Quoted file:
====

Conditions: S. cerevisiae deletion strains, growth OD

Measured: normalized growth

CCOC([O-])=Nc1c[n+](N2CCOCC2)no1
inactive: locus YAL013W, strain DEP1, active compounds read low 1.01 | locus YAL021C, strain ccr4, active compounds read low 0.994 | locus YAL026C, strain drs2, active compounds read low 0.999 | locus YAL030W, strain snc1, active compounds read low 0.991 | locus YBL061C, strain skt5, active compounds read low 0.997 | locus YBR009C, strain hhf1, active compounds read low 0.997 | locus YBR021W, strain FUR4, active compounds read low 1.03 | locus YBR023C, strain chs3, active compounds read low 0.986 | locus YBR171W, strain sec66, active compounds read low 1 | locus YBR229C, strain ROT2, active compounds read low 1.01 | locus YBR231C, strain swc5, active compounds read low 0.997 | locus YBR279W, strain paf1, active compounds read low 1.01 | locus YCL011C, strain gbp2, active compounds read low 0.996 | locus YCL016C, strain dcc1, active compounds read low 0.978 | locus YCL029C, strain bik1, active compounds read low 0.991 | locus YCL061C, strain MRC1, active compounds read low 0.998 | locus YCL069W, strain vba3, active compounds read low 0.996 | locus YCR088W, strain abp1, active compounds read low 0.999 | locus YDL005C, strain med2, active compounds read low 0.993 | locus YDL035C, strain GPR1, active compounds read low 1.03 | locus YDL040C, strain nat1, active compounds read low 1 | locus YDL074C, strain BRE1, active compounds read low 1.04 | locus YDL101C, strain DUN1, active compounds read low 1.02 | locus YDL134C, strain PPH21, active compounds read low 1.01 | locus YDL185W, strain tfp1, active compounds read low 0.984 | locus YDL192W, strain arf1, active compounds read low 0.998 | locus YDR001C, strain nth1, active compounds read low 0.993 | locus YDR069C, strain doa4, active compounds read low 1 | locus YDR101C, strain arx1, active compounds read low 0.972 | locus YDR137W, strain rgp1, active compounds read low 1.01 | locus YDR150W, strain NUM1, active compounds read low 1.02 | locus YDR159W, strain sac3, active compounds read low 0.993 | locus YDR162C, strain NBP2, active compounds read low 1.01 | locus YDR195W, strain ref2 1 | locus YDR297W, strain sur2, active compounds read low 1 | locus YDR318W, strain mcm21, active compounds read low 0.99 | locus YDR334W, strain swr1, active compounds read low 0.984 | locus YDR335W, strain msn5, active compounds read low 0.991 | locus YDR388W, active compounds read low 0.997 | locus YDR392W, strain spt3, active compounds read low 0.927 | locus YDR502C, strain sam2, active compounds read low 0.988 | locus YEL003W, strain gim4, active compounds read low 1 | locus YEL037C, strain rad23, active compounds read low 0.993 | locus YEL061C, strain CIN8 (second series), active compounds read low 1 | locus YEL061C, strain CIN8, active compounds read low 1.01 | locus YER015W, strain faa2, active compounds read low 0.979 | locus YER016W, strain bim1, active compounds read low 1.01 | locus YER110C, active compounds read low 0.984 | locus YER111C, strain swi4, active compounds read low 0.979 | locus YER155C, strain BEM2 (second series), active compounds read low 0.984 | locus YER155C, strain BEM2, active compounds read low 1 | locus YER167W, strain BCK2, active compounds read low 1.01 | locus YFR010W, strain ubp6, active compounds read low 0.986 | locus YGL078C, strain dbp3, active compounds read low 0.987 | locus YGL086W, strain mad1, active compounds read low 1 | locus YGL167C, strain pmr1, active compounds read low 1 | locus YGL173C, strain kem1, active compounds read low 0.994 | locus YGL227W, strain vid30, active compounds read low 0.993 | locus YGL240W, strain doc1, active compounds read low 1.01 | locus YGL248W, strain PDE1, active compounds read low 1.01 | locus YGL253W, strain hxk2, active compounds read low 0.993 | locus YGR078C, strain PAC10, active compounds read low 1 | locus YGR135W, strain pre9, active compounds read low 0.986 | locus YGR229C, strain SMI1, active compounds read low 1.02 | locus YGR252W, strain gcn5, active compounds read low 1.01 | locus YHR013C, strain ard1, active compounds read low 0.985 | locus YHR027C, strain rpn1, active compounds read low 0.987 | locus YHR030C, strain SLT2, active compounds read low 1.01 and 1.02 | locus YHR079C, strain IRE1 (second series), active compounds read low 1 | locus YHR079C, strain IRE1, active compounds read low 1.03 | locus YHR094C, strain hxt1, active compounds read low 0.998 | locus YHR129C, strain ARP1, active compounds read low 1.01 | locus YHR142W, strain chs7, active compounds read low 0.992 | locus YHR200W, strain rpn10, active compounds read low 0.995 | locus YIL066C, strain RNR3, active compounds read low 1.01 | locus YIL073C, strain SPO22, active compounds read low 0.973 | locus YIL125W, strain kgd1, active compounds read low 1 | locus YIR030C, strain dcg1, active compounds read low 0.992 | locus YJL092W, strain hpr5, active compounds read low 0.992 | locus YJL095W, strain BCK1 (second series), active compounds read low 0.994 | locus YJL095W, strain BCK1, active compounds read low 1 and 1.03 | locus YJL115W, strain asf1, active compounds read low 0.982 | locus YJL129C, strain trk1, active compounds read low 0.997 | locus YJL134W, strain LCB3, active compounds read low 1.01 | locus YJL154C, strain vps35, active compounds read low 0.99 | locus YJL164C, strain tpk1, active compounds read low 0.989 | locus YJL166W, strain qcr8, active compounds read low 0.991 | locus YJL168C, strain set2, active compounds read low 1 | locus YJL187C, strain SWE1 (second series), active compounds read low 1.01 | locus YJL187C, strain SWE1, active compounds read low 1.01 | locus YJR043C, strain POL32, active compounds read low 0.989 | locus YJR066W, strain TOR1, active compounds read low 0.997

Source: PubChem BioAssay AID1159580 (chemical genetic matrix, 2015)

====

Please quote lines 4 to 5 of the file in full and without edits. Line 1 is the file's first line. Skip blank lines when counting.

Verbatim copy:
inactive: locus YAL013W, strain DEP1, active compounds read low 1.01 | locus YAL021C, strain ccr4, active compounds read low 0.994 | locus YAL026C, strain drs2, active compounds read low 0.999 | locus YAL030W, strain snc1, active compounds read low 0.991 | locus YBL061C, strain skt5, active compounds read low 0.997 | locus YBR009C, strain hhf1, active compounds read low 0.997 | locus YBR021W, strain FUR4, active compounds read low 1.03 | locus YBR023C, strain chs3, active compounds read low 0.986 | locus YBR171W, strain sec66, active compounds read low 1 | locus YBR229C, strain ROT2, active compounds read low 1.01 | locus YBR231C, strain swc5, active compounds read low 0.997 | locus YBR279W, strain paf1, active compounds read low 1.01 | locus YCL011C, strain gbp2, active compounds read low 0.996 | locus YCL016C, strain dcc1, active compounds read low 0.978 | locus YCL029C, strain bik1, active compounds read low 0.991 | locus YCL061C, strain MRC1, active compounds read low 0.998 | locus YCL069W, strain vba3, active compounds read low 0.996 | locus YCR088W, strain abp1, active compounds read low 0.999 | locus YDL005C, strain med2, active compounds read low 0.993 | locus YDL035C, strain GPR1, active compounds read low 1.03 | locus YDL040C, strain nat1, active compounds read low 1 | locus YDL074C, strain BRE1, active compounds read low 1.04 | locus YDL101C, strain DUN1, active compounds read low 1.02 | locus YDL134C, strain PPH21, active compounds read low 1.01 | locus YDL185W, strain tfp1, active compounds read low 0.984 | locus YDL192W, strain arf1, active compounds read low 0.998 | locus YDR001C, strain nth1, active compounds read low 0.993 | locus YDR069C, strain doa4, active compounds read low 1 | locus YDR101C, strain arx1, active compounds read low 0.972 | locus YDR137W, strain rgp1, active compounds read low 1.01 | locus YDR150W, strain NUM1, active compounds read low 1.02 | locus YDR159W, strain sac3, active compounds read low 0.993 | locus YDR162C, strain NBP2, active compounds read low 1.01 | locus YDR195W, strain ref2 1 | locus YDR297W, strain sur2, active compounds read low 1 | locus YDR318W, strain mcm21, active compounds read low 0.99 | locus YDR334W, strain swr1, active compounds read low 0.984 | locus YDR335W, strain msn5, active compounds read low 0.991 | locus YDR388W, active compounds read low 0.997 | locus YDR392W, strain spt3, active compounds read low 0.927 | locus YDR502C, strain sam2, active compounds read low 0.988 | locus YEL003W, strain gim4, active compounds read low 1 | locus YEL037C, strain rad23, active compounds read low 0.993 | locus YEL061C, strain CIN8 (second series), active compounds read low 1 | locus YEL061C, strain CIN8, active compounds read low 1.01 | locus YER015W, strain faa2, active compounds read low 0.979 | locus YER016W, strain bim1, active compounds read low 1.01 | locus YER110C, active compounds read low 0.984 | locus YER111C, strain swi4, active compounds read low 0.979 | locus YER155C, strain BEM2 (second series), active compounds read low 0.984 | locus YER155C, strain BEM2, active compounds read low 1 | locus YER167W, strain BCK2, active compounds read low 1.01 | locus YFR010W, strain ubp6, active compounds read low 0.986 | locus YGL078C, strain dbp3, active compounds read low 0.987 | locus YGL086W, strain mad1, active compounds read low 1 | locus YGL167C, strain pmr1, active compounds read low 1 | locus YGL173C, strain kem1, active compounds read low 0.994 | locus YGL227W, strain vid30, active compounds read low 0.993 | locus YGL240W, strain doc1, active compounds read low 1.01 | locus YGL248W, strain PDE1, active compounds read low 1.01 | locus YGL253W, strain hxk2, active compounds read low 0.993 | locus YGR078C, strain PAC10, active compounds read low 1 | locus YGR135W, strain pre9, active compounds read low 0.986 | locus YGR229C, strain SMI1, active compounds read low 1.02 | locus YGR252W, strain gcn5, active compounds read low 1.01 | locus YHR013C, strain ard1, active compounds read low 0.985 | locus YHR027C, strain rpn1, active compounds read low 0.987 | locus YHR030C, strain SLT2, active compounds read low 1.01 and 1.02 | locus YHR079C, strain IRE1 (second series), active compounds read low 1 | locus YHR079C, strain IRE1, active compounds read low 1.03 | locus YHR094C, strain hxt1, active compounds read low 0.998 | locus YHR129C, strain ARP1, active compounds read low 1.01 | locus YHR142W, strain chs7, active compounds read low 0.992 | locus YHR200W, strain rpn10, active compounds read low 0.995 | locus YIL066C, strain RNR3, active compounds read low 1.01 | locus YIL073C, strain SPO22, active compounds read low 0.973 | locus YIL125W, strain kgd1, active compounds read low 1 | locus YIR030C, strain dcg1, active compounds read low 0.992 | locus YJL092W, strain hpr5, active compounds read low 0.992 | locus YJL095W, strain BCK1 (second series), active compounds read low 0.994 | locus YJL095W, strain BCK1, active compounds read low 1 and 1.03 | locus YJL115W, strain asf1, active compounds read low 0.982 | locus YJL129C, strain trk1, active compounds read low 0.997 | locus YJL134W, strain LCB3, active compounds read low 1.01 | locus YJL154C, strain vps35, active compounds read low 0.99 | locus YJL164C, strain tpk1, active compounds read low 0.989 | locus YJL166W, strain qcr8, active compounds read low 0.991 | locus YJL168C, strain set2, active compounds read low 1 | locus YJL187C, strain SWE1 (second series), active compounds read low 1.01 | locus YJL187C, strain SWE1, active compounds read low 1.01 | locus YJR043C, strain POL32, active compounds read low 0.989 | locus YJR066W, strain TOR1, active compounds read low 0.997

Source: PubChem BioAssay AID1159580 (chemical genetic matrix, 2015)